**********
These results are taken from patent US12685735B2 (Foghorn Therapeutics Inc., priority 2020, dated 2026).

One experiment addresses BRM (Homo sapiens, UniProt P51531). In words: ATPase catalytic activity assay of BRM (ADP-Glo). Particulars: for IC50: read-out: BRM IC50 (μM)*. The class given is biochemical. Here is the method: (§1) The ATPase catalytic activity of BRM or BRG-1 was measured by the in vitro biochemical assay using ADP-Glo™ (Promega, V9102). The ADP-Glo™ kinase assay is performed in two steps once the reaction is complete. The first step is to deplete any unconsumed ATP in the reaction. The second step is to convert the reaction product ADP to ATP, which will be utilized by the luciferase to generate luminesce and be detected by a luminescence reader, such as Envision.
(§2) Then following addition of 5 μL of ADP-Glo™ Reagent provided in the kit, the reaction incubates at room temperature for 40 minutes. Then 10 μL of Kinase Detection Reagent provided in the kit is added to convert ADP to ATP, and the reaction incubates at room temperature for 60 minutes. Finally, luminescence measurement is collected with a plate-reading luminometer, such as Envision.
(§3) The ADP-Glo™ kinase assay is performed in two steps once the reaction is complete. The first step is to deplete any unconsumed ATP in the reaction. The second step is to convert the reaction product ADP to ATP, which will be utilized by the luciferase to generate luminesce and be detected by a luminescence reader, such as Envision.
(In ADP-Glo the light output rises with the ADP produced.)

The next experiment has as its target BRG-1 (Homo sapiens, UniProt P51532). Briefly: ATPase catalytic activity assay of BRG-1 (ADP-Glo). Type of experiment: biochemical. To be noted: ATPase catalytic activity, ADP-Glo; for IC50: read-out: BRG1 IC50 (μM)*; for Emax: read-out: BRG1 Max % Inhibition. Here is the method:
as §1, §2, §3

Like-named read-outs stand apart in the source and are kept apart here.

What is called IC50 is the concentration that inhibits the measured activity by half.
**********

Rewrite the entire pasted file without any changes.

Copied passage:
These results are taken from patent US12685735B2 (Foghorn Therapeutics Inc., priority 2020, dated 2026).

One experiment addresses BRM (Homo sapiens, UniProt P51531). In words: ATPase catalytic activity assay of BRM (ADP-Glo). Particulars: for IC50: read-out: BRM IC50 (μM)*. The class given is biochemical. Here is the method: (§1) The ATPase catalytic activity of BRM or BRG-1 was measured by the in vitro biochemical assay using ADP-Glo™ (Promega, V9102). The ADP-Glo™ kinase assay is performed in two steps once the reaction is complete. The first step is to deplete any unconsumed ATP in the reaction. The second step is to convert the reaction product ADP to ATP, which will be utilized by the luciferase to generate luminesce and be detected by a luminescence reader, such as Envision.
(§2) Then following addition of 5 μL of ADP-Glo™ Reagent provided in the kit, the reaction incubates at room temperature for 40 minutes. Then 10 μL of Kinase Detection Reagent provided in the kit is added to convert ADP to ATP, and the reaction incubates at room temperature for 60 minutes. Finally, luminescence measurement is collected with a plate-reading luminometer, such as Envision.
(§3) The ADP-Glo™ kinase assay is performed in two steps once the reaction is complete. The first step is to deplete any unconsumed ATP in the reaction. The second step is to convert the reaction product ADP to ATP, which will be utilized by the luciferase to generate luminesce and be detected by a luminescence reader, such as Envision.
(In ADP-Glo the light output rises with the ADP produced.)

The next experiment has as its target BRG-1 (Homo sapiens, UniProt P51532). Briefly: ATPase catalytic activity assay of BRG-1 (ADP-Glo). Type of experiment: biochemical. To be noted: ATPase catalytic activity, ADP-Glo; for IC50: read-out: BRG1 IC50 (μM)*; for Emax: read-out: BRG1 Max % Inhibition. Here is the method:
as §1, §2, §3

Like-named read-outs stand apart in the source and are kept apart here.

What is called IC50 is the concentration that inhibits the measured activity by half.